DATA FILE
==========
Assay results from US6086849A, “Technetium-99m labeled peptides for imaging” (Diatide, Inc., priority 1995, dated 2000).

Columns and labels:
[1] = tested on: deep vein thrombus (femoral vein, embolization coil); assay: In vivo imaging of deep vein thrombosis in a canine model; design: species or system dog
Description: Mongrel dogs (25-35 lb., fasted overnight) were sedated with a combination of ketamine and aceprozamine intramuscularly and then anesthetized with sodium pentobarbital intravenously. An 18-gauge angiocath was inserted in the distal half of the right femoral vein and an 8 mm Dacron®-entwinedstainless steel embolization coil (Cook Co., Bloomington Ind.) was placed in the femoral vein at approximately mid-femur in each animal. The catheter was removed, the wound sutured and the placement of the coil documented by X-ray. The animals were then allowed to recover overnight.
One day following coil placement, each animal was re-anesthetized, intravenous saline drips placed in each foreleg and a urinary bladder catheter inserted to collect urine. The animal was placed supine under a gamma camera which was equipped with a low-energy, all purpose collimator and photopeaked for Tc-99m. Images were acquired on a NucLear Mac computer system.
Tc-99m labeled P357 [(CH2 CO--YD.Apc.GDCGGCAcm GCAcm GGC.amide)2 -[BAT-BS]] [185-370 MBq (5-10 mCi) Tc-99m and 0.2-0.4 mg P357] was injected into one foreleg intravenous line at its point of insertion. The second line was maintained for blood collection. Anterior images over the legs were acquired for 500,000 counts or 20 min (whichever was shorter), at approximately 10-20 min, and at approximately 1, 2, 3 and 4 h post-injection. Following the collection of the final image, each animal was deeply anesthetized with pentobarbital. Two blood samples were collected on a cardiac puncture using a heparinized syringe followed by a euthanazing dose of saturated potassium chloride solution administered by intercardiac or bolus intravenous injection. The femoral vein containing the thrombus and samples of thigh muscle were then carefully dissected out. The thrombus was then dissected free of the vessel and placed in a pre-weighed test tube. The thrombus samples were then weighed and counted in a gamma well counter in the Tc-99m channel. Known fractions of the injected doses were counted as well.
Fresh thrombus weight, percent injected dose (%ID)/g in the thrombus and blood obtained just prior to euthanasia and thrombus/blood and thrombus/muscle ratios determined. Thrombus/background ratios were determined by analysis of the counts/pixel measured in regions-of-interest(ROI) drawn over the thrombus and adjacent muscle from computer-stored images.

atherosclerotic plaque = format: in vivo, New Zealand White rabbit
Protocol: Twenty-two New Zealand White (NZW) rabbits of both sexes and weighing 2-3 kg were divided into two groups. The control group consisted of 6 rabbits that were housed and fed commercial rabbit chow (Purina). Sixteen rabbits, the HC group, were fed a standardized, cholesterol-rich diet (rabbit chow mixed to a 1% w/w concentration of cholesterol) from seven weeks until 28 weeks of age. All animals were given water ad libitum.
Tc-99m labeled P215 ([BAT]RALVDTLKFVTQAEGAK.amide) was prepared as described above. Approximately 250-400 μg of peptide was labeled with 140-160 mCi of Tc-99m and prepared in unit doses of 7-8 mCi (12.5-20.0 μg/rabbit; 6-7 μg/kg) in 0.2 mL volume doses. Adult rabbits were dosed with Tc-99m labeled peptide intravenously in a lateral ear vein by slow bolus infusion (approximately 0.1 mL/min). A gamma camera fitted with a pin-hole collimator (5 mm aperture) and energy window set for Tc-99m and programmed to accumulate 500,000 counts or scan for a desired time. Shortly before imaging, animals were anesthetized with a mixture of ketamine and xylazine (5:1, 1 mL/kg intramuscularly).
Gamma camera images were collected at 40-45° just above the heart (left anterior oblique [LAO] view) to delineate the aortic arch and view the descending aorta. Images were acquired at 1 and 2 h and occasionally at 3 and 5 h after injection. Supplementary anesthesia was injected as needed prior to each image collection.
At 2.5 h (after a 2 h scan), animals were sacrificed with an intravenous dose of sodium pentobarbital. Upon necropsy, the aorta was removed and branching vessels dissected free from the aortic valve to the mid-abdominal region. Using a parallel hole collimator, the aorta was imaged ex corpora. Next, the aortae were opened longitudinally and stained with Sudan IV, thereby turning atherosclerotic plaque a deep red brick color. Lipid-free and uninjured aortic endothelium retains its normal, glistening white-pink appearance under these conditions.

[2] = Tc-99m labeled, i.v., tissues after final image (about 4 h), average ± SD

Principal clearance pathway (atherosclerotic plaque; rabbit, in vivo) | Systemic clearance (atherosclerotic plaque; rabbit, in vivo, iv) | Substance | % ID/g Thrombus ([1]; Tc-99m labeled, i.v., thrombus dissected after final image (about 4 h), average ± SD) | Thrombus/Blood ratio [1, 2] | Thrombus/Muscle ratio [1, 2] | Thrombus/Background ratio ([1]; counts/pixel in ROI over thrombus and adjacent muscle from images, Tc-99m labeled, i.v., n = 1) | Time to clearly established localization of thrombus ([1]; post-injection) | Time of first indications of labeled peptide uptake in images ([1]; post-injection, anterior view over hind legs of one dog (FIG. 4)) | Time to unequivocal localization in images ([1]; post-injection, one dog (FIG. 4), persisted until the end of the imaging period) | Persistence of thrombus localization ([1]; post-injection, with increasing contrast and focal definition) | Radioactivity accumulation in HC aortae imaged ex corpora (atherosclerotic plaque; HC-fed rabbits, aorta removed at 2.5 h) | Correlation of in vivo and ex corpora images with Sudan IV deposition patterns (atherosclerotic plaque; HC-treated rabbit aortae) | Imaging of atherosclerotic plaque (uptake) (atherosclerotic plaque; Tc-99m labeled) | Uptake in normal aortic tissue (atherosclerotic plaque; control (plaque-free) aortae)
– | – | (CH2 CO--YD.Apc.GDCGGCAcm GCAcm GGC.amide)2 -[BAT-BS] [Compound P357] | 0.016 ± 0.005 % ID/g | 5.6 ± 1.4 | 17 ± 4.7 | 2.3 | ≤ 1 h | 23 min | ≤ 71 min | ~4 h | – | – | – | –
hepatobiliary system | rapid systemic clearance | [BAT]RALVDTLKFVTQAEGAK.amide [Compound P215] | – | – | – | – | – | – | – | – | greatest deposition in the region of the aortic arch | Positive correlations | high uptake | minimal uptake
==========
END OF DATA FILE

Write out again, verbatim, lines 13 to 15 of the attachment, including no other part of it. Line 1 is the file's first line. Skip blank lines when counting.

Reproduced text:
[2] = Tc-99m labeled, i.v., tissues after final image (about 4 h), average ± SD

Principal clearance pathway (atherosclerotic plaque; rabbit, in vivo) | Systemic clearance (atherosclerotic plaque; rabbit, in vivo, iv) | Substance | % ID/g Thrombus ([1]; Tc-99m labeled, i.v., thrombus dissected after final image (about 4 h), average ± SD) | Thrombus/Blood ratio [1, 2] | Thrombus/Muscle ratio [1, 2] | Thrombus/Background ratio ([1]; counts/pixel in ROI over thrombus and adjacent muscle from images, Tc-99m labeled, i.v., n = 1) | Time to clearly established localization of thrombus ([1]; post-injection) | Time of first indications of labeled peptide uptake in images ([1]; post-injection, anterior view over hind legs of one dog (FIG. 4)) | Time to unequivocal localization in images ([1]; post-injection, one dog (FIG. 4), persisted until the end of the imaging period) | Persistence of thrombus localization ([1]; post-injection, with increasing contrast and focal definition) | Radioactivity accumulation in HC aortae imaged ex corpora (atherosclerotic plaque; HC-fed rabbits, aorta removed at 2.5 h) | Correlation of in vivo and ex corpora images with Sudan IV deposition patterns (atherosclerotic plaque; HC-treated rabbit aortae) | Imaging of atherosclerotic plaque (uptake) (atherosclerotic plaque; Tc-99m labeled) | Uptake in normal aortic tissue (atherosclerotic plaque; control (plaque-free) aortae)
– | – | (CH2 CO--YD.Apc.GDCGGCAcm GCAcm GGC.amide)2 -[BAT-BS] [Compound P357] | 0.016 ± 0.005 % ID/g | 5.6 ± 1.4 | 17 ± 4.7 | 2.3 | ≤ 1 h | 23 min | ≤ 71 min | ~4 h | – | – | – | –